The city is spending a small fortune on contracted service providers who drive special trucks around suburbs to collect noticeably empty bags. From July, the R50 a month levy will fund the initiative.

Heroes without capes

Industry data shows that waste pickers are saving municipalities up to R750 million a year in costs related to landfills. In Joburg, one could easily see this number at around R50 million a year.

Why isn’t the city trying to formalise and work with the waste pickers?

Municipal collection sites could be established (or expanded) to enable the waste pickers to see their material at a better rate than the current informal system surely yields (the city could work with larger recycling entities to purchase this recyclable material in bulk).

This is a far better solution to the current informal system where vacant land (mostly the city’s) is being used by waste pickers to sort their material.

A section of the Braamfontein Spruit near Peter Place has become a small village, with mountains of plastic bottles and cans and dozens of informal dwellings.

On paper, the city’s plan is laudable. It likely made sense in a PowerPoint deck once.

But the implementation of the trial from 2018 was already too late. In 2021, a full rollout is completely nonsensical.

COMMENTS   14

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How to make a fortune. Legislate a mandatory pseudo service and then charge for it better still as it is a service one can also charge VAT on the service. So one now has tax on tax.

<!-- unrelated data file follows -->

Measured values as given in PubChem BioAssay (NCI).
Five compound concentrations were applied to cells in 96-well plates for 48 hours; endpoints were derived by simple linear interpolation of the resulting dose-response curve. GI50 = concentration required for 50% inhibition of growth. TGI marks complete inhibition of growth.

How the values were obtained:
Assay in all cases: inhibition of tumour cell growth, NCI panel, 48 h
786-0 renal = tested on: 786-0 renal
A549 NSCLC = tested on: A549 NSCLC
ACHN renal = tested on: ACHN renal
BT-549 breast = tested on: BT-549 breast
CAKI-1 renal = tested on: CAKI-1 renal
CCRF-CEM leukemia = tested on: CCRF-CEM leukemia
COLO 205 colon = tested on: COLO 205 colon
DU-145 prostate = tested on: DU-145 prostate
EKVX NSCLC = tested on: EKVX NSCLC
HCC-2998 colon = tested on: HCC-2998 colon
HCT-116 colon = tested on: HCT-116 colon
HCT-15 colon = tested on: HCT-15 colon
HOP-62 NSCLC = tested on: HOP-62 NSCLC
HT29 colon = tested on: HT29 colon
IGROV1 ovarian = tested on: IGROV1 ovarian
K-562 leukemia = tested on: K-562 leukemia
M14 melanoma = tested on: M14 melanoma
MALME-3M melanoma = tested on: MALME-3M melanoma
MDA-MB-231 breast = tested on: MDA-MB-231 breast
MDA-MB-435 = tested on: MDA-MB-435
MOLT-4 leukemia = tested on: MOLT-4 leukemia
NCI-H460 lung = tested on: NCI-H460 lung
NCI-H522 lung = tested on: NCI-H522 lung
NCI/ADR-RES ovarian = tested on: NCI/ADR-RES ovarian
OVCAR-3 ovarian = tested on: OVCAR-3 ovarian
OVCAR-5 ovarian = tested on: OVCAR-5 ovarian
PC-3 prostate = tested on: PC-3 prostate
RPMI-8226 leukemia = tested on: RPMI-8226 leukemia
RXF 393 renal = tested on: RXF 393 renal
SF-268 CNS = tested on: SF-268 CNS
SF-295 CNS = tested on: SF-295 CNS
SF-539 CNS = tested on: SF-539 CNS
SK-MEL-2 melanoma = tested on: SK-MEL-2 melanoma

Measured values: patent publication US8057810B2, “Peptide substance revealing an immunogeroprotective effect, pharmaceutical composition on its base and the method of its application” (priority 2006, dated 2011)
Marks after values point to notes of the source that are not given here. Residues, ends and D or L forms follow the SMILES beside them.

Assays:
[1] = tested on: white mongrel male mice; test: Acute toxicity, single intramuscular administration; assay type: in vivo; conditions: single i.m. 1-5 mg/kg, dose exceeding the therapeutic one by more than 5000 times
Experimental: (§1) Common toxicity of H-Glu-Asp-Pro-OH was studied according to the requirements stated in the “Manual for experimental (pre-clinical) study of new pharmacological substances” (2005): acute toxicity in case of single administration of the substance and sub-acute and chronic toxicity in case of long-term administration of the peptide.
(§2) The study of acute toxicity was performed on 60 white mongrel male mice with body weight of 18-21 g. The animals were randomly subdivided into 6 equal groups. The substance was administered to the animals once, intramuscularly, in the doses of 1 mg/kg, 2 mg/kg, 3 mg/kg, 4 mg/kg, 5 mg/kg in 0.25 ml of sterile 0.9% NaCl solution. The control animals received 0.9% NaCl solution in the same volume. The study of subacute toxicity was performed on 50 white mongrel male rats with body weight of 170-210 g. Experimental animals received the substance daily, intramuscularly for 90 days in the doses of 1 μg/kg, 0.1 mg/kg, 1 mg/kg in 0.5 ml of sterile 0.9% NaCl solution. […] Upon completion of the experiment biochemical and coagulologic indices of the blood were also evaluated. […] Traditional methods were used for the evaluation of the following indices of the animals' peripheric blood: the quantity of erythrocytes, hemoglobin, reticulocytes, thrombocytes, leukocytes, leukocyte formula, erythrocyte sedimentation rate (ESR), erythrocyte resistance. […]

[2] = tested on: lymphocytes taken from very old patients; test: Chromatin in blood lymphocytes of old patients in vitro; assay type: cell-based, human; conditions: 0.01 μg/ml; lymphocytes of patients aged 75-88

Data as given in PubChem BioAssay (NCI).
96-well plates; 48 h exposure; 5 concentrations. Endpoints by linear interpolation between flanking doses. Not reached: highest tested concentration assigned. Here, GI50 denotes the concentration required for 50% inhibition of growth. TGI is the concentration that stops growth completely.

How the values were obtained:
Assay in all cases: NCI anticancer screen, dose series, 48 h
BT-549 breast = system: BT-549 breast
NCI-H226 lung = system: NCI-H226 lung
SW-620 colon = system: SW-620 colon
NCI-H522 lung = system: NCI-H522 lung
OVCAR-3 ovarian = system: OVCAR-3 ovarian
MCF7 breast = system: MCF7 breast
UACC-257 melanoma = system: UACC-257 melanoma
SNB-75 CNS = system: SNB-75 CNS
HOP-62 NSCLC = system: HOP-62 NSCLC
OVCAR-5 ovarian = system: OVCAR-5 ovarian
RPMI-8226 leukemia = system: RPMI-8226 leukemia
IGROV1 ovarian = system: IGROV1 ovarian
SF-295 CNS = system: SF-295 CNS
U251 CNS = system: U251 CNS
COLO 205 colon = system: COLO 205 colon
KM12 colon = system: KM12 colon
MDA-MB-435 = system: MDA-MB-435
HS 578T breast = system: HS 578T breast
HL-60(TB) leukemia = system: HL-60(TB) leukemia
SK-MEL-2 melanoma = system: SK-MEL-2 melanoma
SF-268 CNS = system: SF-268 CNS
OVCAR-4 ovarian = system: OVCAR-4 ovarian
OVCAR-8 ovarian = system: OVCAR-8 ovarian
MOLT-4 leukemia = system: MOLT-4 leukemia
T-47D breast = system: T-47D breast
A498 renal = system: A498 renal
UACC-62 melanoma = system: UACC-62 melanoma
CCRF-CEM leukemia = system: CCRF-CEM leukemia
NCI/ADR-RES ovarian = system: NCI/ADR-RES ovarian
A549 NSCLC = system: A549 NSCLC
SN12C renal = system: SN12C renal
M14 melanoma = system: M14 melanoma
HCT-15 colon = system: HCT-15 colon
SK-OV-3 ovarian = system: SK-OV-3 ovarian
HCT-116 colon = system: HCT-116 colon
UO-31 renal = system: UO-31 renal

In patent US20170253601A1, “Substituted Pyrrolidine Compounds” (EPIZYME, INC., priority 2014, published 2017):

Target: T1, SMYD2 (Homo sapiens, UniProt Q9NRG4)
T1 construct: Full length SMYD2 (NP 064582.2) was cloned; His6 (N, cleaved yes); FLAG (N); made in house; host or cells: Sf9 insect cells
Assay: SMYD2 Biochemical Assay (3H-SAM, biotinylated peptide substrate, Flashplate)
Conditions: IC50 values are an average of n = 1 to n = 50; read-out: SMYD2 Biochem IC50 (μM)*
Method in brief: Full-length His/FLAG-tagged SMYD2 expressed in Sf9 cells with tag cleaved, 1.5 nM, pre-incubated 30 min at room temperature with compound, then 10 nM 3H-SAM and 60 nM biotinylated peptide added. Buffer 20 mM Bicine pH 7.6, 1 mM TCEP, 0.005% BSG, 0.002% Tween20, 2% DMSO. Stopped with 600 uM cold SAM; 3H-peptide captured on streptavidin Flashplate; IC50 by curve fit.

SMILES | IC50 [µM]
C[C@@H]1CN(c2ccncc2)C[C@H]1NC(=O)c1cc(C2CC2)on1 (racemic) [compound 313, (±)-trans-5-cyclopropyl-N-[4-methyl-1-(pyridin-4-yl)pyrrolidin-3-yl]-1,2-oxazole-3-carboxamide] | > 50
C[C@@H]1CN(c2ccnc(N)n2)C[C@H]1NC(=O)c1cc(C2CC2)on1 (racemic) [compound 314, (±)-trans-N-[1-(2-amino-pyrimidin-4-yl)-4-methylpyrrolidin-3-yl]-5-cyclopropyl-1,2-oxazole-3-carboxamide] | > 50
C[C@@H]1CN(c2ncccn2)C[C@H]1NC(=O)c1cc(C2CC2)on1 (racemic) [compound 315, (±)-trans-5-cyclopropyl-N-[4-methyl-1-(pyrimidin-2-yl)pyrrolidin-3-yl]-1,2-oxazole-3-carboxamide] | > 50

One would think that collecting a waste bin from a R200 000.00 house costs the same as collecting a bin from a R10 000 000.00 house? Looks like the City is just looking for money, a way to tax the citizens.
But City of Joburg is not really known for making intelligent decisions, are they?

CoJ being run by ruling Kleptocracy, could one expect anything constructive?

Ironically, waste pickers normally go after the ‘higher value’ plastic that residents put out in the RECYCLING bags and not in the Picktup bins and there is a scheme in place by recycling companies to take away the specific recycling waste.

Therefore all waste is already taken care of and residents already pay far too much for municipal waste removal and do not need to be lumbered with unnecessary waste pickers lively hoods.

Just another form of legalised looting.

These “deployed cadres” should be recycled.

Trying to steal money that will otherwise be spent in the real economy!!!

The anc must disband and the horror must stop. Its like a plague.

When you have a Socialist system they will inevitably take from those who work for it and give it to those who don’t. This government has made millions more DON’Ts!! We all know how socialism ends up. SAD